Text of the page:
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Movies

Short reviews of what’s in theaters

FRANK MILLER’S SIN CITY: A DAME TO KILL FOR

The Weinstein Company via AP

FRANK MILLER’S SIN CITY: A DAME TO KILL FOR

New releases

½ Abuse of Weakness Catherine Breillat has transformed her worst experiences into one of her best films. A director like Breillat herself suffers a stroke and succumbs to the wiles of a con man. Aided by Isabelle Huppert’s terrific performance, Breillat re-creates the mental state of someone unmoored from good sense but still with the insight of an artist. In French, with subtitles. (104 min., unrated) (Peter Keough)

½ Frank Michael Fassbender plays a mysterious rock guru with a giant papier mache head: Think Syd Barrett or Brian Wilson as a parade float. An entertaining curio with flashes of inspiration, the movie walks a line between cute comedy and a darker drama the filmmakers aren’t quite up to. With Domhnall Gleeson and a hilariously gloomy Maggie Gyllenhaal (95 min., R) (Ty Burr)

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½ Frank Miller’s Sin City: A Dame to Kill For In Frank Miller and Robert Rodriguez’s latest neo-noir anthology, the fan-favorite Miller yarn of the title is the one that gets long-form treatment, and it has cinematic juice. Josh Brolin plays hardcase Dwight McCarthy, whose moral compass may have cracks but still points the right way. The other stories range from pretty good to not good at all. With Mickey Rourke, Jessica Alba, and Joseph Gordon-Levitt. (102 min., R) (Tom Russo)

½ If I Stay The limbo between life and death plays more like comedy than tragedy in this hackneyed adaptation of Gayle Forman’s popular YA novel. A car crash puts a cello prodigy into a coma. In an out-of-body state she wonders if she should resume her life. Most viewers would probably advise against it. (103 min., PG-13) (Peter Keough)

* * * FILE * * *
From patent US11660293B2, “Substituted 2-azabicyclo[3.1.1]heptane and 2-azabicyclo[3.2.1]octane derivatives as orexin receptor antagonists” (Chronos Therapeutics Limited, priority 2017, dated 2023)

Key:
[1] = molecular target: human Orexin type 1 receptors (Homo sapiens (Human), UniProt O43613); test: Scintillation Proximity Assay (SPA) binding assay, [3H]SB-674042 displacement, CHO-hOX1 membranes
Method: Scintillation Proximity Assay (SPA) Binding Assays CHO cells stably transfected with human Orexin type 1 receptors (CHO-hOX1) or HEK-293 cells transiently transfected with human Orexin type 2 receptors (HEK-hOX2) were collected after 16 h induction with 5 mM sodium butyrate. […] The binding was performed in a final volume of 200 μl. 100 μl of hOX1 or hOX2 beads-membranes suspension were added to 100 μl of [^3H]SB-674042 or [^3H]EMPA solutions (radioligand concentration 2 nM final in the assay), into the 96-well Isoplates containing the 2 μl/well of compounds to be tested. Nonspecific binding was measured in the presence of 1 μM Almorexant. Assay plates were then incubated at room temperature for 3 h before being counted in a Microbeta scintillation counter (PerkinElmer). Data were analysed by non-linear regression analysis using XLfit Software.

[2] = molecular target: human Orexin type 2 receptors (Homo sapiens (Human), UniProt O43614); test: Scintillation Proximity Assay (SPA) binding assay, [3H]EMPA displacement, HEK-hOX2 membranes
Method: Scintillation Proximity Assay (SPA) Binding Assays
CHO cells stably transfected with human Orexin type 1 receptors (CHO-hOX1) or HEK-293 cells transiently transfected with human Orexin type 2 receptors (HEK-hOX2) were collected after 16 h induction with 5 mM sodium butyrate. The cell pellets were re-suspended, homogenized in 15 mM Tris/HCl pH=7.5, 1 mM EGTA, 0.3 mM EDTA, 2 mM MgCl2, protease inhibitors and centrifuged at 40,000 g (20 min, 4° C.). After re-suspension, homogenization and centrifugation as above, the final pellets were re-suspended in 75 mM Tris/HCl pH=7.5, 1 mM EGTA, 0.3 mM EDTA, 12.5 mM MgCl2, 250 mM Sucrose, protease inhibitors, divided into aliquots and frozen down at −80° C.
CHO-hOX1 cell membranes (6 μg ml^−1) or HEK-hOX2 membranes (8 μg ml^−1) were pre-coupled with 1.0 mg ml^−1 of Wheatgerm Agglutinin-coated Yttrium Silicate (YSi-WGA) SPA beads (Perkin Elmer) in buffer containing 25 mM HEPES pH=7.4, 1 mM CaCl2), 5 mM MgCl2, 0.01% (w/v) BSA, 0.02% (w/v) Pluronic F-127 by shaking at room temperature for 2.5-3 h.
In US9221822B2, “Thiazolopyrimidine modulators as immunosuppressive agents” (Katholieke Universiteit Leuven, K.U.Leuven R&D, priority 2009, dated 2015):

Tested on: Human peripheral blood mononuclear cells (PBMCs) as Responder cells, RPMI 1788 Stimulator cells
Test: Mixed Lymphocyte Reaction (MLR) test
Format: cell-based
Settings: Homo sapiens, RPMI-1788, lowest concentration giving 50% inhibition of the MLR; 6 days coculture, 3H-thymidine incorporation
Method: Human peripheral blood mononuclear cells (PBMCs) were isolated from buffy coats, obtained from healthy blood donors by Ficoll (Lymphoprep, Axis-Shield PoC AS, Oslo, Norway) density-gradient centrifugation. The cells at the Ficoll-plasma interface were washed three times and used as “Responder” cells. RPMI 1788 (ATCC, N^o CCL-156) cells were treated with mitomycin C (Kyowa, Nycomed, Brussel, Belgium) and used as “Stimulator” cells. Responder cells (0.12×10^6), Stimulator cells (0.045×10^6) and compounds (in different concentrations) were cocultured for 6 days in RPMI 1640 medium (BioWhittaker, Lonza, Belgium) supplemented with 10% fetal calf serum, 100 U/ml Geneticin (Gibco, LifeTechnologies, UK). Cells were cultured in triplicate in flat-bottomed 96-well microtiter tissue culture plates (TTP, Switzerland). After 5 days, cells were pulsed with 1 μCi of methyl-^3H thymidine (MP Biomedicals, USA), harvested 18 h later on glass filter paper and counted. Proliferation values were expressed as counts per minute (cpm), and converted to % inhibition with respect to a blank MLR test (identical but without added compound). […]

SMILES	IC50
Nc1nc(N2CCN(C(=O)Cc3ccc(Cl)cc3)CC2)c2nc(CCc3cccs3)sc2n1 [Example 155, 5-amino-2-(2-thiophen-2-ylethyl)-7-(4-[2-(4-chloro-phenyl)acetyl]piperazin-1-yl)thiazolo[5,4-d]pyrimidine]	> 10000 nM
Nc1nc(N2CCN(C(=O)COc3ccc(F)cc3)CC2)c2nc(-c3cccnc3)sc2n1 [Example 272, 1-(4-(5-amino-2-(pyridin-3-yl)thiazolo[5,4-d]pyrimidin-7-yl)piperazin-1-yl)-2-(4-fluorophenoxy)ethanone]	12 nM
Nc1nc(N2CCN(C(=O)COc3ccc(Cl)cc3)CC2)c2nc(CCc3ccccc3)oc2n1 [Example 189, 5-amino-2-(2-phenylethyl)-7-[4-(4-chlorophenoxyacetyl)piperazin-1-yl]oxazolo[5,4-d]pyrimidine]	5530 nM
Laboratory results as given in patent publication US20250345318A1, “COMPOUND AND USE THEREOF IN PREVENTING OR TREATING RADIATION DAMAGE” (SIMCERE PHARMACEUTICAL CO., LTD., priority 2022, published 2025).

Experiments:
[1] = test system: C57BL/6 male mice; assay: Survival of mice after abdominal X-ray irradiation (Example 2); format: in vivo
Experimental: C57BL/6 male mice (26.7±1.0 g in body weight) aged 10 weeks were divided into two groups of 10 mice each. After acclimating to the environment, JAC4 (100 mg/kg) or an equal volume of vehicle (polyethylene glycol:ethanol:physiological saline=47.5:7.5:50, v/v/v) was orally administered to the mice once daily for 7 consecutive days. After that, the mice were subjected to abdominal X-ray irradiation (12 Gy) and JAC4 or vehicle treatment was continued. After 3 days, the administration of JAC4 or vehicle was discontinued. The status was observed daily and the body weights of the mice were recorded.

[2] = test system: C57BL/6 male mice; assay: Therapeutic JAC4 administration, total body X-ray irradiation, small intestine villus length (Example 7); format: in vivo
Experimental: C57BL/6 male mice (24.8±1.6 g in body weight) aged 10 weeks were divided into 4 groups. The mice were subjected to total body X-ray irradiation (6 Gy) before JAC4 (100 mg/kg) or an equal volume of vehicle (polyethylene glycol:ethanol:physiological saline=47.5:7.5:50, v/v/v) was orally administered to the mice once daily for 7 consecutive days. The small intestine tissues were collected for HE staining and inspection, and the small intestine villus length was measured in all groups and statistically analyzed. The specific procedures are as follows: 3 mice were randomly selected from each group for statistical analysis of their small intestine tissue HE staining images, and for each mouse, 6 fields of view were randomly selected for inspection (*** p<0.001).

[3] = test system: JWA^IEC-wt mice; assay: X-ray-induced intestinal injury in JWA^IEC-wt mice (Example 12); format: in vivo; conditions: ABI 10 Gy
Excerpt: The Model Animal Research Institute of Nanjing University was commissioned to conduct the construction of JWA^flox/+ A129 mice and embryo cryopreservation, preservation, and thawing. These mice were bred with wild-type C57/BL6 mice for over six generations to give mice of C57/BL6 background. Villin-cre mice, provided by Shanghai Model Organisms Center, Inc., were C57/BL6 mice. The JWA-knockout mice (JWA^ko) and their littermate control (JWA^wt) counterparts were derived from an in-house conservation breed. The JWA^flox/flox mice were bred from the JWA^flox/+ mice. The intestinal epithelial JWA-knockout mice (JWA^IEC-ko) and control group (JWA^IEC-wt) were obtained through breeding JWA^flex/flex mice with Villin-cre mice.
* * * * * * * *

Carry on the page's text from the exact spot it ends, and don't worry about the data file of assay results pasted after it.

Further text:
Manuscripts Don’t Burn This film would be remarkable if only because it got made — by Mohammad Rasoulof, who has been sentenced to six years in prison and a 20-year ban from filmmaking for protests made against the Iranian regime. But it also triumphs as one of cinema’s great glimpses into the nature of tyranny and oppression. In Persian, with subtitles. (125 min., unrated) (Peter Keough)

Siddharth A parent’s worst nightmare unfolds as the 12-year-old son of an impoverished Delhi street vendor vanishes and the father must search the subcontinent to find him. Though the poverty might be prettified, the story is devoid of sentimentality, and it builds both in suspense and pathos. In Hindi, with subtitles. (97 min., unrated) (Peter Keough)

Violette Martin Provost brought to life the obscure visionary artist Séraphine de Senlis in “Seraphine,” but does not succeed as well with the writer Violette Leduc. In part that is because writing is essentially uncinematic, and Leduc’s autobiographical works would be more rewarding to read than to watch being put on paper. In French, with subtitles. (138 min., PG) (Peter Keough)

When the Game Stands Tall Jim Caviezel plays a revered high school football coach in the true story of Northern California’s De La Salle Spartans, a team that set a national record with 151 straight wins. The filmmakers mainly want to examine the rough circumstances and fallout of “The Streak,” which makes for a structurally glitchy inspirational exercise with all the drama of a Patriots preseason matchup. (115 min., PG) (Tom Russo)

For movie coverage, go to www.bostonglobe.com/movies.
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